This report by CMA Strategy Consulting provides two very important takeaways. First, a nationwide OTMR policy would lead to an additional $7.7 to $12.6 billion in capital expenditures invested by fiber providers and an additional $5.4 to $8.8 billion in capital expenditures invested by 5G wireless providers, depending on how many states choose to adopt the policy. Secondly, the report highlights an unfortunate trend by some municipalities to charge excessive fees that surely will hinder deployment of advanced broadband networks and services.

The CMA report demonstrates that a nationwide OTMR policy would further the rapid deployment of next-generation broadband services. By significantly lowering the costs of deployment, a nationwide OTMR policy would create more competition, investment, and innovation, all benefitting America’s broadband consumers.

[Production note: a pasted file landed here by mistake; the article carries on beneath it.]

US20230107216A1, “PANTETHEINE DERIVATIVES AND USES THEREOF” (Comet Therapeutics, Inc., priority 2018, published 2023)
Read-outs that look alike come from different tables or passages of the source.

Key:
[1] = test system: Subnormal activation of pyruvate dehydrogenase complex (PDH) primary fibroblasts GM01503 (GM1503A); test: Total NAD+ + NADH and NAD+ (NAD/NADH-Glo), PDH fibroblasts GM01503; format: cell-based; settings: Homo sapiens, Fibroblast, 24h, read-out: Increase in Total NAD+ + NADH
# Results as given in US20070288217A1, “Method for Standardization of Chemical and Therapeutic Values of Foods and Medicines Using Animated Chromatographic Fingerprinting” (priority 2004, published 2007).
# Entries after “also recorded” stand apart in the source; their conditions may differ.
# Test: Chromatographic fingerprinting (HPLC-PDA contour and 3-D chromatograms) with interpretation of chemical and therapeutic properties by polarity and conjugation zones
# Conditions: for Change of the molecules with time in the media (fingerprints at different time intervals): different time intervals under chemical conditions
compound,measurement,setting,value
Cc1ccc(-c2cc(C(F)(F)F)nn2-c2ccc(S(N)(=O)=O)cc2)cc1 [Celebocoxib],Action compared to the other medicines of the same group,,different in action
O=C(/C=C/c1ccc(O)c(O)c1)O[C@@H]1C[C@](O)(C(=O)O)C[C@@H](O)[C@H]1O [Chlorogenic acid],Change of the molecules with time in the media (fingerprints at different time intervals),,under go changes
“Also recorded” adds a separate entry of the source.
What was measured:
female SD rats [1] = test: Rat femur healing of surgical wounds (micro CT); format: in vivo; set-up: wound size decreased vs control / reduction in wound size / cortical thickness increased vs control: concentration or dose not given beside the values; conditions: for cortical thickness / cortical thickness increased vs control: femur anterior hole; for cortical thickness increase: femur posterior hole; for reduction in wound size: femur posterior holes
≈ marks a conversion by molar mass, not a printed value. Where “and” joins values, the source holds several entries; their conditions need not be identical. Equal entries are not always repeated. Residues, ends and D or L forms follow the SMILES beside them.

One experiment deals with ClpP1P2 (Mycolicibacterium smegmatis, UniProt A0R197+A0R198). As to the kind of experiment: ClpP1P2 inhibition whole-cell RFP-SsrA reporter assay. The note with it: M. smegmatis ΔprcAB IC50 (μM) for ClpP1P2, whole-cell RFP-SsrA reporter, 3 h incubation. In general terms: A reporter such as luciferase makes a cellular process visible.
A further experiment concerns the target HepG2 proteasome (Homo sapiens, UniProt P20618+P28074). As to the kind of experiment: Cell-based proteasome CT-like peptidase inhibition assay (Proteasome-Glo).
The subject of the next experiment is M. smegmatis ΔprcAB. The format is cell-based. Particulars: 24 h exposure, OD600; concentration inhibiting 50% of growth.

Opposing the FCC's Use of Economics and Analytics Raises a Red Flag

Yesterday, the FCC voted to establish the Office of Economics and Analytics, which will help ensure that economic analysis is deeply and consistently incorporated as part of the agency’s regular operations. The decision was a party-line vote with Commissioners Clyburn and Rosenworcel dissenting, but why would any Commissioner vote against the FCC using more economics and analytics?
In a September 2017 blog, I said that opposing a cost-benefit analysis for proposed regulations is a red flag:
It is important that the FCC perform this cost-benefit analysis, because agencies, independent or not, should analyze how new rules will impact innovation, investment, job creation, and economic activity. It is reasonable to question the methodology that an agency uses when assessing the costs and benefits of a regulation. However, if an interested party offers only criticism of an agency proposal to conduct a regulatory CBA, this is likely a signal that the interested party fears that the costs will outweigh the benefits, invalidating its policy position.